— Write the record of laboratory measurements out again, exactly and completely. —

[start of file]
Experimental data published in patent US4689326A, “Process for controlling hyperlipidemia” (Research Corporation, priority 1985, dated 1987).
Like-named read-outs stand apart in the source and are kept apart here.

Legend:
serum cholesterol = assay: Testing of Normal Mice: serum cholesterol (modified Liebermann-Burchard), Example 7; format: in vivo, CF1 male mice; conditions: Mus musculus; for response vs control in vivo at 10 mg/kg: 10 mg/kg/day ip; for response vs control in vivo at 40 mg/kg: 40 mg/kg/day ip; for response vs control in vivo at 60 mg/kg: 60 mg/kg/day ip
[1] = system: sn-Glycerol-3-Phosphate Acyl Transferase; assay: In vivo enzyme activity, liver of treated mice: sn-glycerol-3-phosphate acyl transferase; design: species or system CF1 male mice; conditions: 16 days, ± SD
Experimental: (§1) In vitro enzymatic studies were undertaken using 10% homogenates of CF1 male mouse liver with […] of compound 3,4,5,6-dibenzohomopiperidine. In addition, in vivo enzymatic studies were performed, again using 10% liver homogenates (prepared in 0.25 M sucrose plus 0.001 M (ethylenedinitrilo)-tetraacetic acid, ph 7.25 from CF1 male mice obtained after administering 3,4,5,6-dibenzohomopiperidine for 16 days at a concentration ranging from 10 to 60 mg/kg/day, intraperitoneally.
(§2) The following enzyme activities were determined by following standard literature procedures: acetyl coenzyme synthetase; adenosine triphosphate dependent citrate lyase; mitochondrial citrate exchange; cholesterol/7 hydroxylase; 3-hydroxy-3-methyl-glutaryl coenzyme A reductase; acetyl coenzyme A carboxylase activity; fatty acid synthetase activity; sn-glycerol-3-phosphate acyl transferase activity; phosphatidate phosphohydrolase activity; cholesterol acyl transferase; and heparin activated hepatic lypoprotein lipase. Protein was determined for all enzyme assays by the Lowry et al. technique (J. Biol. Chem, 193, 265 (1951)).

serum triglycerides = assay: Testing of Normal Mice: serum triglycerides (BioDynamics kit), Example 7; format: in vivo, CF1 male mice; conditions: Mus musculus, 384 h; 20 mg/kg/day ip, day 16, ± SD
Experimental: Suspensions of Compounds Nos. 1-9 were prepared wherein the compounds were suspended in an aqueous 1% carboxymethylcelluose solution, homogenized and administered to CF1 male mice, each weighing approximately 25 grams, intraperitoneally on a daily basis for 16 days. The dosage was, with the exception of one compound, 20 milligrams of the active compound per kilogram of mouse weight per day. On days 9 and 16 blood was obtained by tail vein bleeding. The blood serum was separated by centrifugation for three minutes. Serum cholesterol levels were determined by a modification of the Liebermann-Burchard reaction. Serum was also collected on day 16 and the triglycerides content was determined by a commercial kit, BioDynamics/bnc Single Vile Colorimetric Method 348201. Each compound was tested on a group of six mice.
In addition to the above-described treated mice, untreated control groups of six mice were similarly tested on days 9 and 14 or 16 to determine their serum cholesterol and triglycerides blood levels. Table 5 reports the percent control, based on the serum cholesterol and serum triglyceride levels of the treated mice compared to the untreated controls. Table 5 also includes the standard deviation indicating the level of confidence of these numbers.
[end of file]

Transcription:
Experimental data published in patent US4689326A, “Process for controlling hyperlipidemia” (Research Corporation, priority 1985, dated 1987).
Like-named read-outs stand apart in the source and are kept apart here.

Legend:
serum cholesterol = assay: Testing of Normal Mice: serum cholesterol (modified Liebermann-Burchard), Example 7; format: in vivo, CF1 male mice; conditions: Mus musculus; for response vs control in vivo at 10 mg/kg: 10 mg/kg/day ip; for response vs control in vivo at 40 mg/kg: 40 mg/kg/day ip; for response vs control in vivo at 60 mg/kg: 60 mg/kg/day ip
[1] = system: sn-Glycerol-3-Phosphate Acyl Transferase; assay: In vivo enzyme activity, liver of treated mice: sn-glycerol-3-phosphate acyl transferase; design: species or system CF1 male mice; conditions: 16 days, ± SD
Experimental: (§1) In vitro enzymatic studies were undertaken using 10% homogenates of CF1 male mouse liver with […] of compound 3,4,5,6-dibenzohomopiperidine. In addition, in vivo enzymatic studies were performed, again using 10% liver homogenates (prepared in 0.25 M sucrose plus 0.001 M (ethylenedinitrilo)-tetraacetic acid, ph 7.25 from CF1 male mice obtained after administering 3,4,5,6-dibenzohomopiperidine for 16 days at a concentration ranging from 10 to 60 mg/kg/day, intraperitoneally.
(§2) The following enzyme activities were determined by following standard literature procedures: acetyl coenzyme synthetase; adenosine triphosphate dependent citrate lyase; mitochondrial citrate exchange; cholesterol/7 hydroxylase; 3-hydroxy-3-methyl-glutaryl coenzyme A reductase; acetyl coenzyme A carboxylase activity; fatty acid synthetase activity; sn-glycerol-3-phosphate acyl transferase activity; phosphatidate phosphohydrolase activity; cholesterol acyl transferase; and heparin activated hepatic lypoprotein lipase. Protein was determined for all enzyme assays by the Lowry et al. technique (J. Biol. Chem, 193, 265 (1951)).

serum triglycerides = assay: Testing of Normal Mice: serum triglycerides (BioDynamics kit), Example 7; format: in vivo, CF1 male mice; conditions: Mus musculus, 384 h; 20 mg/kg/day ip, day 16, ± SD
Experimental: Suspensions of Compounds Nos. 1-9 were prepared wherein the compounds were suspended in an aqueous 1% carboxymethylcelluose solution, homogenized and administered to CF1 male mice, each weighing approximately 25 grams, intraperitoneally on a daily basis for 16 days. The dosage was, with the exception of one compound, 20 milligrams of the active compound per kilogram of mouse weight per day. On days 9 and 16 blood was obtained by tail vein bleeding. The blood serum was separated by centrifugation for three minutes. Serum cholesterol levels were determined by a modification of the Liebermann-Burchard reaction. Serum was also collected on day 16 and the triglycerides content was determined by a commercial kit, BioDynamics/bnc Single Vile Colorimetric Method 348201. Each compound was tested on a group of six mice.
In addition to the above-described treated mice, untreated control groups of six mice were similarly tested on days 9 and 14 or 16 to determine their serum cholesterol and triglycerides blood levels. Table 5 reports the percent control, based on the serum cholesterol and serum triglyceride levels of the treated mice compared to the untreated controls. Table 5 also includes the standard deviation indicating the level of confidence of these numbers.